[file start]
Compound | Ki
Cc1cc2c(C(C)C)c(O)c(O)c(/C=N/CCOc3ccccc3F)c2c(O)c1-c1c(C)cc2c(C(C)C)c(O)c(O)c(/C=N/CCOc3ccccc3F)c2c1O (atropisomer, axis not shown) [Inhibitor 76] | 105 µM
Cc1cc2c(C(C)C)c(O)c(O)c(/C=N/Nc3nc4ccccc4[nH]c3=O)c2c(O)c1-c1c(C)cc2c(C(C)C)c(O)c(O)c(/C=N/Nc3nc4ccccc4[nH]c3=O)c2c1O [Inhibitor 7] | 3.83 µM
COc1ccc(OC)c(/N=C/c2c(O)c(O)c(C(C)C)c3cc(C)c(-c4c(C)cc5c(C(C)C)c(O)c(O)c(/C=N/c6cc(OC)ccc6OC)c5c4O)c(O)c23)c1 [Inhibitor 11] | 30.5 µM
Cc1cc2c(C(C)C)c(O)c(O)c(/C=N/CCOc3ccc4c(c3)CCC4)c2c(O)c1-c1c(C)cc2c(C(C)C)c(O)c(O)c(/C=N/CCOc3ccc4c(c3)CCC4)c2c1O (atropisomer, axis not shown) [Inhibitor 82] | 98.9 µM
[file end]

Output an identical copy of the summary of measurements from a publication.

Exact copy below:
Compound | Ki
Cc1cc2c(C(C)C)c(O)c(O)c(/C=N/CCOc3ccccc3F)c2c(O)c1-c1c(C)cc2c(C(C)C)c(O)c(O)c(/C=N/CCOc3ccccc3F)c2c1O (atropisomer, axis not shown) [Inhibitor 76] | 105 µM
Cc1cc2c(C(C)C)c(O)c(O)c(/C=N/Nc3nc4ccccc4[nH]c3=O)c2c(O)c1-c1c(C)cc2c(C(C)C)c(O)c(O)c(/C=N/Nc3nc4ccccc4[nH]c3=O)c2c1O [Inhibitor 7] | 3.83 µM
COc1ccc(OC)c(/N=C/c2c(O)c(O)c(C(C)C)c3cc(C)c(-c4c(C)cc5c(C(C)C)c(O)c(O)c(/C=N/c6cc(OC)ccc6OC)c5c4O)c(O)c23)c1 [Inhibitor 11] | 30.5 µM
Cc1cc2c(C(C)C)c(O)c(O)c(/C=N/CCOc3ccc4c(c3)CCC4)c2c(O)c1-c1c(C)cc2c(C(C)C)c(O)c(O)c(/C=N/CCOc3ccc4c(c3)CCC4)c2c1O (atropisomer, axis not shown) [Inhibitor 82] | 98.9 µM